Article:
GNOME

For those happening to use Oracle Solaris on desktops/workstations, Solaris 11.4 will finally be making the transition from GNOME 2 to the GNOME 3.24 Shell.

GNOME Shell has been the default GNOME user interface since 2011 while with the upcoming Solaris 11.4 update is when Oracle is finally making the plunge from GNOME 2.x to GNOME 3.24. Longtime Sun/Solaris developer Alan Coopersmith confirmed, "Gnome Shell is coming in Solaris 11.4, which upgrades GNOME to version 3.24."

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KDE and GNOME

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KDE
GNOME
  • Qt Cloud Messaging API Available for Embedded Systems

    Challenges with cloud messaging for embedded devices has inspired the Kaltiot & SnowGrains teams to create a cross-platform Qt API which enables easy push messaging from and to embedded devices. The API is called the Qt Cloud Messaging API and it is built with flexibility and extensibility in mind.

    We have decided to target other Qt areas, too, and make the API easily extensible to any service provider instead of being for embedded only. This enables developers to use the same API for both mobile and desktop development.

  • Zanshin 0.5.0 is out: 2018 will be organized!

    We are happy and proud to announce the immediate availability of Zanshin 0.5.0.

    After 0.4.0 one year and a half ago and 0.4.1 last year (which wasn't publicly announced), this new release introduce new features. The 0.4 series was mostly about the Qt 5 port and stabilization, now we can be a bit more ambitious again.

  • GNOME 3.28 Removes Option to Put Icons on the Desktop

    If you’re among the many GNOME Shell users who like to put icons on the desktop, brace yourself for change

    Developers working on the next major release of the GNOME desktop environment have removed the ‘desktop’ feature currently used to display and manage files, folders and attached drives kept on the desktop workspace.

GNOME: GtkSourceView, Friends of GNOME, GIMP, OpenType

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GNOME
  • GtkSourceView fundraising – November/December report

    I prefer to set expectations, I haven’t worked hard on GtkSourceView and Tepl this time around, because the fundraising is not as successful as I would like. Since I’m paid less than one hour per week for that project, I don’t feel forced to work > 10 times more, I think it’s understandable.

  • A (more) random act of kindness

    I’d like to take this opportunity to thank all the people who became Friends of GNOME, whether they chose me or someone else for the postcard, or even if they opted out. Your donation to the GNOME Foundation helps us a lot. And if you’re not already a donor, consider becoming one!

  • New “mypaint-brushes” package

    Since January 1st, GIMP depends on the “mypaint-brushes” repository which I am maintaining until MyPaint project finally takes it alongside its other repositories.

    I am hoping that I won’t have to maintain this for long and am looking forward for the MyPaint developers to take care of it (and last I heard of it, in the bug report, they wanted to). So this blog post is also to say that I am not trying to fork MyPaint or anything. I am just taking a little advance because we cannot wait much longer unfortunately since GIMP now uses libmypaint and we are really looking into releasing GIMP 2.10 as soon as we can.

  • More fun with fonts

    As you may remember from my last post on fonts, our goal was to support OpenType font variations. The Linux text rendering stack has multiple components: freetype, fontconfig, harfbuzz, cairo, pango. Achieving our goal required a number of features and fixes in all these components.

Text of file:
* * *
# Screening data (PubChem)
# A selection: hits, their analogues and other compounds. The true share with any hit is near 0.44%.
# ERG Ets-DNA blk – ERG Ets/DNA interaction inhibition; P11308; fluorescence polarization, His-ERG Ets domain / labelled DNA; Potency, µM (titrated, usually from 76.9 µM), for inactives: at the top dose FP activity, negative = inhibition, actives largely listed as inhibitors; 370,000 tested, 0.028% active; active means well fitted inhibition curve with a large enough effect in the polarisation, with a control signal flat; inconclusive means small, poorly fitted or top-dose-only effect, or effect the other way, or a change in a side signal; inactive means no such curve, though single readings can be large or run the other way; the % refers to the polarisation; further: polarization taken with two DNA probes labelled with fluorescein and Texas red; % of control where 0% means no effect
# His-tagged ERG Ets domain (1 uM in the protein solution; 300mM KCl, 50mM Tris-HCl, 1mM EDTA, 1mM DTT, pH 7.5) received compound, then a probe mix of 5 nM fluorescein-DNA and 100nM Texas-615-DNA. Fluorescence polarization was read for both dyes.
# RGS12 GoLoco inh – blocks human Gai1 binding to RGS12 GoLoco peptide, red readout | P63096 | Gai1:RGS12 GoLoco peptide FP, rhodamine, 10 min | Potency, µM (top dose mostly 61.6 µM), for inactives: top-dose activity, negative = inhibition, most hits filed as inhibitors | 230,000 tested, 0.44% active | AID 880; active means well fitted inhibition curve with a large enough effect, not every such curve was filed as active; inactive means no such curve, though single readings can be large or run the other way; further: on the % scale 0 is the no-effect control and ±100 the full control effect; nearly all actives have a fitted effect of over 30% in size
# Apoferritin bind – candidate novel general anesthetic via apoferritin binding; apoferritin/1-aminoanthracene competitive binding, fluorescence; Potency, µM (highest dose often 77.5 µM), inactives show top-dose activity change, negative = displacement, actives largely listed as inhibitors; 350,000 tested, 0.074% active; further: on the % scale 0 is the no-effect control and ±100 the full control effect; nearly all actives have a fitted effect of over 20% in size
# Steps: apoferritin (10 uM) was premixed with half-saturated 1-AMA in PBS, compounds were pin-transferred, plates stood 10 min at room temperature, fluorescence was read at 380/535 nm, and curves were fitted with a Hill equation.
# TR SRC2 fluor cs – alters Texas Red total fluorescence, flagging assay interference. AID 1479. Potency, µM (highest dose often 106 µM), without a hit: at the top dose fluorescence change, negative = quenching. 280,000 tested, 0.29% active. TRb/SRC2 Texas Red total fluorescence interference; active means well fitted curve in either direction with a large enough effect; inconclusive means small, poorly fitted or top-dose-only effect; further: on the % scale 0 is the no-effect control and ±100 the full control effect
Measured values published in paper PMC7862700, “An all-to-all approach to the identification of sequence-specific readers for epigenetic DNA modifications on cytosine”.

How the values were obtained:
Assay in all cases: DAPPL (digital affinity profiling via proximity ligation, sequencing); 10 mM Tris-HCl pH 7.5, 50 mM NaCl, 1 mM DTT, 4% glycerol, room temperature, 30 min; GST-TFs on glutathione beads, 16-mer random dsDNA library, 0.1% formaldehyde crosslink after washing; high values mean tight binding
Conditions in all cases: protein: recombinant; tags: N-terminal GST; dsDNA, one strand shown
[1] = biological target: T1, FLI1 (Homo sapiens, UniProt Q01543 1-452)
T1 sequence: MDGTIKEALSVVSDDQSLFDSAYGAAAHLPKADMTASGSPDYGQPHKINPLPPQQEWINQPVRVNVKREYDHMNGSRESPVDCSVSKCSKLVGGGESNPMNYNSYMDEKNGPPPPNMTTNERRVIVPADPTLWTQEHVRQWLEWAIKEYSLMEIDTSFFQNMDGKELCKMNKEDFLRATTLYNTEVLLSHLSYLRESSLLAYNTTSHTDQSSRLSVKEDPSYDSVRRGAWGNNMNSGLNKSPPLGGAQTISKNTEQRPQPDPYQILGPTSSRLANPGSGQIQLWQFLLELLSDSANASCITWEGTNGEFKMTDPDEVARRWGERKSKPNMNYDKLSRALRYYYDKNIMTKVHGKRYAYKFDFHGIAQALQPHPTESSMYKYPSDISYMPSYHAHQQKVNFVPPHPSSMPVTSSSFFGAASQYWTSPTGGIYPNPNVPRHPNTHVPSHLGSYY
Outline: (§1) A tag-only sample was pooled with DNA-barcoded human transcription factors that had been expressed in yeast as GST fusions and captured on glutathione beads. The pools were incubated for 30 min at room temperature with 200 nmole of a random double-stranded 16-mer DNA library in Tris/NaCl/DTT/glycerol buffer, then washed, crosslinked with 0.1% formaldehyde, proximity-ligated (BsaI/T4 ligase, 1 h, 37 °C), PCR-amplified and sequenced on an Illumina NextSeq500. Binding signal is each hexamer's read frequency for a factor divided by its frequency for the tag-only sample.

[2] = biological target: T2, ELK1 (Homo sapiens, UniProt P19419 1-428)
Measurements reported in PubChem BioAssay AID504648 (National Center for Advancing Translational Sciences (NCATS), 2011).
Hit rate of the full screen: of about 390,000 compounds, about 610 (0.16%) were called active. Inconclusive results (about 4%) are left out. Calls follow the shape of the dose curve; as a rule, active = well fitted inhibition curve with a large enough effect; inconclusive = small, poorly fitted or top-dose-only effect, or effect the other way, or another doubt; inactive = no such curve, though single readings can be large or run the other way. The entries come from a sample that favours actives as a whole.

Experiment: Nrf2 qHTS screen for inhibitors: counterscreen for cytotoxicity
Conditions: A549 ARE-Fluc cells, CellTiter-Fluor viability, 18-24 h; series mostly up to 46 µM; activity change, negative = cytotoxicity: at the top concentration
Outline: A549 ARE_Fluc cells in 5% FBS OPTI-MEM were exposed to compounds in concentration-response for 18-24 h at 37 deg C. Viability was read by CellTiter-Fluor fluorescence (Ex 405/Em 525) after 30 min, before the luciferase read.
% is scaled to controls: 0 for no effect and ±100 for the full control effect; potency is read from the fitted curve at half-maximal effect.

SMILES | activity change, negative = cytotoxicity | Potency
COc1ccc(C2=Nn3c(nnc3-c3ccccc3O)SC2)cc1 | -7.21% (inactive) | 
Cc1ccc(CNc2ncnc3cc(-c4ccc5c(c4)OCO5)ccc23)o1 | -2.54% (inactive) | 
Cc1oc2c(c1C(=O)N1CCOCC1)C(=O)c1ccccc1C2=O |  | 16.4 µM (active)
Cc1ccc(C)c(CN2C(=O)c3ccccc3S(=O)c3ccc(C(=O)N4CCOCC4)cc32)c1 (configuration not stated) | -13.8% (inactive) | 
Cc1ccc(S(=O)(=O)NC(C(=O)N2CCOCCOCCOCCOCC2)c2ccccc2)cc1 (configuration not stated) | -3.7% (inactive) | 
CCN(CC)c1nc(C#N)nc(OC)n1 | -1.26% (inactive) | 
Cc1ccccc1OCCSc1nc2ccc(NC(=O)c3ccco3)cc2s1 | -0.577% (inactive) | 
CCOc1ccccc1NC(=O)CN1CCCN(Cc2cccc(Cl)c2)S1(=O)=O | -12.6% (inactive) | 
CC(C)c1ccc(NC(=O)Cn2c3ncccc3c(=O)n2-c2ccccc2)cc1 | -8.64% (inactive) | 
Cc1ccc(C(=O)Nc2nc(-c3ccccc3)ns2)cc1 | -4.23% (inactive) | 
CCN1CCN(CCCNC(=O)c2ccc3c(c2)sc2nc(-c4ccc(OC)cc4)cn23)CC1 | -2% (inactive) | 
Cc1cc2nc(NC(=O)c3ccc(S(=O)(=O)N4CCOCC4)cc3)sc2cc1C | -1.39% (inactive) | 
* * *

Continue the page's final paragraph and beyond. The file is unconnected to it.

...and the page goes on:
Getting all the required changes in place is a bit time-consuming, but the results are finally starting to come together. If you use the master branches of freetype, fontconfig, harfbuzz, cairo, pango and GTK+, you can try this out today.

BuildStream 1.0 and Flashrom 1.0

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OSS
GNOME

KDE and GNOME: Qt 6.0, Auditing Licenses in KDE Frameworks FreeBSD Packaging, Richer Shadows, Endless and GTK+

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KDE
GNOME
  • With Qt 6.0 Development To Heat Up, 2018 Should Be Exciting For Qt

    Qt 6.0 planning has begun and we should be hearing more about this next major tool-kit update as the year goes on. Here's some of what we can expect from Qt in the near future.

  • Auditing Licenses in KDE Frameworks FreeBSD Packaging

    FreeBSD is getting more serious about license metadata in the packages produced by the project — that is, the binary distribution of software produced from licensed source code. A lot of software in FreeBSD “proper” is (naturally) BSD-licensed, and a lot of Free Software packaged by FreeBSD is (also naturally) GPL licensed. But the different licenses carry different obligations, so it’s good to keep track of the exact licensing applied to each bit of software.

  • Richer Shadows

    We decided to make them larger and deeper by default, and center them horizontally so that there’s a shadow on the left edges of windows and menus as well. I was honored to produce the patch, and I’m happy to report that it’s been accepted and merged! Starting in Plasma 5.12, here’s how shadows will look...

  • Have a great 2018!

    Workwise, it’s been another very busy year at Endless. I am still in charge of the App Center (our GNOME Software fork) and doing what I can to tame this beast. Endless’ mission has always been a noble one, but with the current direction of the world it’s even more significant and needed; so I will continue to give my best and hope we can keep making a difference in less fortunate regions.

  • GTK+ Custom Widgets: General Definitions

    Writing a GTK+ custom widget with is Vala easy. First all create an XML definition with a top level container widget and a set of child ones. You can use Glade to do so. This is not a tutorial for Glade, so let start at with an already designed template UI file.